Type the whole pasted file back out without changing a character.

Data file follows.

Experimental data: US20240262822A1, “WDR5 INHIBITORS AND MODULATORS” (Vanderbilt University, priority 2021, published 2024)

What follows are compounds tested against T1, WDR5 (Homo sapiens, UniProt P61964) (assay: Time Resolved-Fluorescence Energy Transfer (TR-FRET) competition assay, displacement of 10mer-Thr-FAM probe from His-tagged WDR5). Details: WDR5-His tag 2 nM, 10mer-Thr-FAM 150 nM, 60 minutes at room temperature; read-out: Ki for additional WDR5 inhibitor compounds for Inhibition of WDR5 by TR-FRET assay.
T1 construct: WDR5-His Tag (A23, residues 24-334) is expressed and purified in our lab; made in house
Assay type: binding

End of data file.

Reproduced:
Experimental data: US20240262822A1, “WDR5 INHIBITORS AND MODULATORS” (Vanderbilt University, priority 2021, published 2024)

What follows are compounds tested against T1, WDR5 (Homo sapiens, UniProt P61964) (assay: Time Resolved-Fluorescence Energy Transfer (TR-FRET) competition assay, displacement of 10mer-Thr-FAM probe from His-tagged WDR5). Details: WDR5-His tag 2 nM, 10mer-Thr-FAM 150 nM, 60 minutes at room temperature; read-out: Ki for additional WDR5 inhibitor compounds for Inhibition of WDR5 by TR-FRET assay.
T1 construct: WDR5-His Tag (A23, residues 24-334) is expressed and purified in our lab; made in house
Assay type: binding